LUMBERTON — For those searching for a deal on the busiest shopping day of the year, timing was everything.
At least one major retailer — Walmart — barely waited for Thanksgiving tables to be cleared before kicking Black Friday into full swing with sales beginning at 8 p.m. on Thursday — the earliest ever. Most department and specialty stores opened their doors when the clock struck 12:01 a.m. Friday, while some kept customers waiting until a few hours before sunrise.
Walmart shopper Barbara Allen tried to experience the best of both worlds.
“Some of the people here last night were fighting, but in the lines I was in, people were very courteous,” Allen said at about noon.
Allen joined the early crowd to get the big-ticket items she wanted, and then came back later in the day to pick up stocking stuffers — a two-part approach that turned out to be a slam-dunk.
“The way Walmart staggered their sales this year made it easier. … I think with the economy being bad this past year it seemed like retailers were zeroing in on family needs. I think they had a better variety this year.”
Early Friday afternoon, Kathy Roach was searching through Belk’s ransacked shoe department for a deal on boots. The Clayton resident arrived at Biggs Park Mall at about 10 a.m.
“I expected it to be a lot worse,” she said of the crowd, adding that she didn’t dare come out to Walmart’s early opening because she “didn’t want to see any fights.”
Avoiding shopping scuffles seemed to be a theme among those who waited late. Carolyn Hatem, of Fayetteville, makes the drive to Lumberton to shop for just that reason.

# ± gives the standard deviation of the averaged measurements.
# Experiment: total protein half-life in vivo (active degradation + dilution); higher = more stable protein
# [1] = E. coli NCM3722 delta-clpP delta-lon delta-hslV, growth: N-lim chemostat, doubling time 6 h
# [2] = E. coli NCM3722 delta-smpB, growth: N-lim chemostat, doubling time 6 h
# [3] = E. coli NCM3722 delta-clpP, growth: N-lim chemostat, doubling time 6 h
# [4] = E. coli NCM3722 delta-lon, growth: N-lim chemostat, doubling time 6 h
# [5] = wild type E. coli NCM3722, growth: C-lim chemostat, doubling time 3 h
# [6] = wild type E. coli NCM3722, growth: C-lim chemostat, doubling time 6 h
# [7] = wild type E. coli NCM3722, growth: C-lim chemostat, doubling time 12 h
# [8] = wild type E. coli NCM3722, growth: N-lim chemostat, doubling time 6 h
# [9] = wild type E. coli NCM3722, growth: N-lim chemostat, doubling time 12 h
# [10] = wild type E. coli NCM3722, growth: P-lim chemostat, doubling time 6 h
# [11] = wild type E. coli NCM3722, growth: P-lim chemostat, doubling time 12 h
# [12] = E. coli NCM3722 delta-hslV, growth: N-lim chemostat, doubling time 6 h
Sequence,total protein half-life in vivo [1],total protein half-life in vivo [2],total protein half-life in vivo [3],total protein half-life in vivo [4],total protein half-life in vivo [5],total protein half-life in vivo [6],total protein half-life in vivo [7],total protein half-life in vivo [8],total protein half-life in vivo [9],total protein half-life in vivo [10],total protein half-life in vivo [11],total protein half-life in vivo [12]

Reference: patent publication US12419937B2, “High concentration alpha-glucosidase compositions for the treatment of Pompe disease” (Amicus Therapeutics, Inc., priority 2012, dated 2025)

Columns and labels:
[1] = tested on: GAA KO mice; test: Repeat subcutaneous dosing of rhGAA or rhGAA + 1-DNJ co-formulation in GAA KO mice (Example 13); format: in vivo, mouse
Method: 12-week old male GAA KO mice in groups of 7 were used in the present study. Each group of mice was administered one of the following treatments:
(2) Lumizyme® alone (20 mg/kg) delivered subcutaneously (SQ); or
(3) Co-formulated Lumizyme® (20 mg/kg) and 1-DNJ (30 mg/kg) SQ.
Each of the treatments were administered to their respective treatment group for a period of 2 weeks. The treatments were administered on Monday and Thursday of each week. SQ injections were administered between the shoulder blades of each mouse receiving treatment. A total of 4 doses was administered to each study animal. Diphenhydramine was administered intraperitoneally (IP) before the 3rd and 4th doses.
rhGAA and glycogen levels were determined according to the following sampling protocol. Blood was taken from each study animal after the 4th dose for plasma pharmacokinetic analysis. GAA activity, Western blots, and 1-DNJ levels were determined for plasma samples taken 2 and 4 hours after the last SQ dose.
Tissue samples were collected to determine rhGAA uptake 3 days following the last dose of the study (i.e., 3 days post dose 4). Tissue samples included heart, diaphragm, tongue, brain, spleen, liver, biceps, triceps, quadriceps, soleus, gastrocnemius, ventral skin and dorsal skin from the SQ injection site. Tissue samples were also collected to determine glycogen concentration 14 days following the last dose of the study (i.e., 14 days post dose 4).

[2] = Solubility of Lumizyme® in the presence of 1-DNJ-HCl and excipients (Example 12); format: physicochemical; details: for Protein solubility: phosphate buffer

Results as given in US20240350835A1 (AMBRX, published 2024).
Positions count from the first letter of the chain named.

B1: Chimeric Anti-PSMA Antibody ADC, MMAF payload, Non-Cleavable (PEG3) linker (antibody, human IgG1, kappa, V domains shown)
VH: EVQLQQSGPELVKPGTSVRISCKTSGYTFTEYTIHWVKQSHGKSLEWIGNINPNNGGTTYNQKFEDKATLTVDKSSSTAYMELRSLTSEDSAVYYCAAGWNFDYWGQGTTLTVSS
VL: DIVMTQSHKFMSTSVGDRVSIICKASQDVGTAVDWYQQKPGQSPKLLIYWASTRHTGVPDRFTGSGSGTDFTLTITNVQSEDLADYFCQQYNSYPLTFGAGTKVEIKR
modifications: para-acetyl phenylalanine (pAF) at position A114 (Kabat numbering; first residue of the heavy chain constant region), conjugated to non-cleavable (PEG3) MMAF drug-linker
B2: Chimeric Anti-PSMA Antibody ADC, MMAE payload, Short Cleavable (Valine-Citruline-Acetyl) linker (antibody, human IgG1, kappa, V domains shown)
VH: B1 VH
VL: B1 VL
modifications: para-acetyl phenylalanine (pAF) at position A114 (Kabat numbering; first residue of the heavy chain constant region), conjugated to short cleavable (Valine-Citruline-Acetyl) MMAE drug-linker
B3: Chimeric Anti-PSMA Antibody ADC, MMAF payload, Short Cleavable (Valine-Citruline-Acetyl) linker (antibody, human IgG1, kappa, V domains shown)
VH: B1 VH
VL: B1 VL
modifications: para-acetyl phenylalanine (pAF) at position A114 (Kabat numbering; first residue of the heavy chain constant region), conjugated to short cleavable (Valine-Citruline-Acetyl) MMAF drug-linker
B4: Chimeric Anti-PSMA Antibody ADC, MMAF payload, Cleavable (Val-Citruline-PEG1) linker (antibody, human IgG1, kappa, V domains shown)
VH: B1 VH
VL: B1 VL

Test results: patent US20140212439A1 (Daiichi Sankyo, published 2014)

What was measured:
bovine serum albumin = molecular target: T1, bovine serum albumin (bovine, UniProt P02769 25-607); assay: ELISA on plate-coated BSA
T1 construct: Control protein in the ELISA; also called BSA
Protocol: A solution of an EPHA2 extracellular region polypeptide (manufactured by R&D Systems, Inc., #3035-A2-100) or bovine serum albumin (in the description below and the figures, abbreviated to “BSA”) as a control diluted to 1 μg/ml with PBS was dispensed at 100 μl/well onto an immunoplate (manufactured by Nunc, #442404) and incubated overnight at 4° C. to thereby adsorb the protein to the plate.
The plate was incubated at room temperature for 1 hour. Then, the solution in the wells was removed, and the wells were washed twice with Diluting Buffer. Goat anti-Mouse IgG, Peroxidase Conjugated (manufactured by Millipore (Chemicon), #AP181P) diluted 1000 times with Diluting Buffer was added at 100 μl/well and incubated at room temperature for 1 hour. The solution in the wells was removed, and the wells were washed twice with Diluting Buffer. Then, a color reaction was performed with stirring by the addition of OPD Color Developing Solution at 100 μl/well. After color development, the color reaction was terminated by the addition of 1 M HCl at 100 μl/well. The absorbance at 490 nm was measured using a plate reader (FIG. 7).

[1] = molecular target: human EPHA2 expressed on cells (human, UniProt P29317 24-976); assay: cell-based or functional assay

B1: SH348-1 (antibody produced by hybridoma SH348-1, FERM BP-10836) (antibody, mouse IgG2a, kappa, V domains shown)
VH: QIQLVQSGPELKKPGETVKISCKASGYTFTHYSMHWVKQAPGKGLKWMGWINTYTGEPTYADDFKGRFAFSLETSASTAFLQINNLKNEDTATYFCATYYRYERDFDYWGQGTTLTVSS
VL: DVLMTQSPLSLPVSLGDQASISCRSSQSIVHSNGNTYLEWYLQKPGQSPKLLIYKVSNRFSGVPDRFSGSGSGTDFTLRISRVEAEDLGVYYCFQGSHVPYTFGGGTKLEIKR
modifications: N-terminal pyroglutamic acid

“It’s not as cut-throat here as it is in Fayetteville,” Hatem said. “I like to avoid the crowd … I just like to look around and see if something catches my eye.”
Kathy Hunt joined those who decided to make the trek later in the day. Hunt, who was shopping at Kmart for her grandson, said she waiting until later this year because she didn’t think the deals were as good.
“I always go to Black Friday, but I’m usually up with everyone else,” Hunt said. “The sales weren’t as good as they were last year. … The electronics were pretty good but you had to be here early and probably had to fight for them.”
But some of those who didn’t make it to store’s early openings arrived to find items on their list picked over.
Timmy Dee, out shopping with his son, Emrald Commedo, who was visiting from New York, and his grandson, TJ Gooding, said that he was surprised to see stores out of Black Friday sales by noon.
“The sale ended early,” Dee said. “I’m kind of disappointed about that because I wanted to pickup a few Christmas gifts. Some people have to work and can’t get out here. … They should extend the hours.”
Kimberly Smith was also disappointed by the late-morning selection. She had to go to a few stores to find a video game for her son.
“I went to Walmart last night and just about everything was gone,” Smith said. “They got good deals but I guess you got to get up early to get them.”
Others who waited to shop late had their sights set on no particular bargain. Cathleen Revels and Irene Locklear, sisters, wandered the aisles of JCPenney’s just to see if they “saw anything that anybody might like.” Locklear did, however, score a present for her daughter-in-law’s upcoming birthday.
The Robesonian has elected not to spoil the surprise.